Business Booms Behind Baghdad's Security Walls

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Brian Bennett for TIME

A dress market in Baghdad's Saidiyah market reopened after walls were built around the neighborhood.

When U.S. and Iraqi forces built concrete barriers around the five square miles of his Baghdad neighborhood 10 months ago, Farooq al-Timimi saw a business opportunity. Clashes between Sunni and Shi'ite militias had turned the Saidiyah's commercial strip into a bullet-riddled no man's land, and the favorite local eatery, Sun City, had been shuttered for over a year. Al-Timimi, in Syria when the walls went up, gambled that they would bring security, and he decided to return. He approached the owners of Sun City, offering to replace the shattered glass and tile and refurbish the abandoned kitchen in exchange for a share of the profits. The restaurant reopened in March, and during last month's Eid festivities, it had to turn families away for lack of space.

Over the past year, the U.S. military and Iraqi Army have walled in over six neighborhoods across Baghdad. Some, like Saidiyah in south Baghdad, had been caught in the crossfire between Al Qaeda in Iraq-backed Sunni fighters and Iranian-backed militia. Other locales, like Bayaa in west Baghdad, had become safe havens for cells manufacturing deadly armor-piercing explosive devices to attack U.S. troops. But the security walls have brought calm, and prompted many families who had fled the gunfights and murders to return to their homes.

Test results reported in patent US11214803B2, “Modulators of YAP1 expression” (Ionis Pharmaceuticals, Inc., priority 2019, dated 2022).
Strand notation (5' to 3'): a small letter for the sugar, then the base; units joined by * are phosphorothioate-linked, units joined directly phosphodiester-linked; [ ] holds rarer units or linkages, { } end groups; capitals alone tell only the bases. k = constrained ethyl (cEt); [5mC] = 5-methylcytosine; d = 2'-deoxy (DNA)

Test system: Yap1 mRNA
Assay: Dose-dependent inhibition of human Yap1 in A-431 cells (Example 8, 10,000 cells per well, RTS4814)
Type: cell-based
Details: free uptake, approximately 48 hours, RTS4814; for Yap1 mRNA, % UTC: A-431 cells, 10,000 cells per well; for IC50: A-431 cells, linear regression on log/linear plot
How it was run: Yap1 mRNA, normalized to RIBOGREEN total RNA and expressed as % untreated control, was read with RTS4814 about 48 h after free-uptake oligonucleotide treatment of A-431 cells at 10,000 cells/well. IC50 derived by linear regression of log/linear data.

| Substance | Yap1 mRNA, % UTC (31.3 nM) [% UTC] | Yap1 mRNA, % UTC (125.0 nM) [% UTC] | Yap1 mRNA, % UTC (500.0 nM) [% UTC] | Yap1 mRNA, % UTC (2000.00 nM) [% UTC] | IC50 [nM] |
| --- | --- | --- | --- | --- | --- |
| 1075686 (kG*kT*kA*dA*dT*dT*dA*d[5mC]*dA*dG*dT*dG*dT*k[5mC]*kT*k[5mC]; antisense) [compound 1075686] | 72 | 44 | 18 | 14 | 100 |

Today, 95% of Saidyah's residents have moved back into their homes, according to Lieut. Col. Johnny Johnson, commander of the 4-64 U.S. Armored Regiment that patrols the area. Only residents and their escorted guests are allowed into the neighborhood. To reduce the threat of car bombs, no cars can park on the main commercial street. The U.S. military has been handing out cash grants of about $2,500 to shopkeepers to help them renovate stores and restock shelves. On Sunday night, the multicolored lights at Sun City were on, but only a handful of customers sat inside. Business has slowed down since the holiday rush, and it's obviously difficult for diners from outside the neighborhood to get here. Still, the tight security measures are "an acceptable trade-off," says Al-Timimi who employs 20 waiters, cooks and dishwashers, "but we are losing a bit."

In the nearby Bayaa market, to the west, nearly every shop was open and overflowing with inventory — generators, shoes, robes, sandals — but only a trickle of customers passed through the stalls. The Iraqi National Police and the U.S. military had walled in the neighborhood in August, after discovering a local network of bomb-making cells. Now, there is only one entrance for foot traffic, one for cars, and another for commercial trucks. Not even these measures have been foolproof: Two weeks ago, a woman drove a car packed with explosives into Bayaa, parked and walked away before detonating the blast, killing nine. The local brigade commander for the National Police which operates the checkpoints was furious at the security lapse. Brigadier General Bahaa Noori has been trying to convince shoppers outside the neighborhood that the 20th street market, one of the largest in Baghdad, is open for business again. As he enters the market on Saturday, one shopkeeper called out to General Bahaa, asking when he was going to open another entrance to the market. "Just wait," says Bahaa. "Just wait."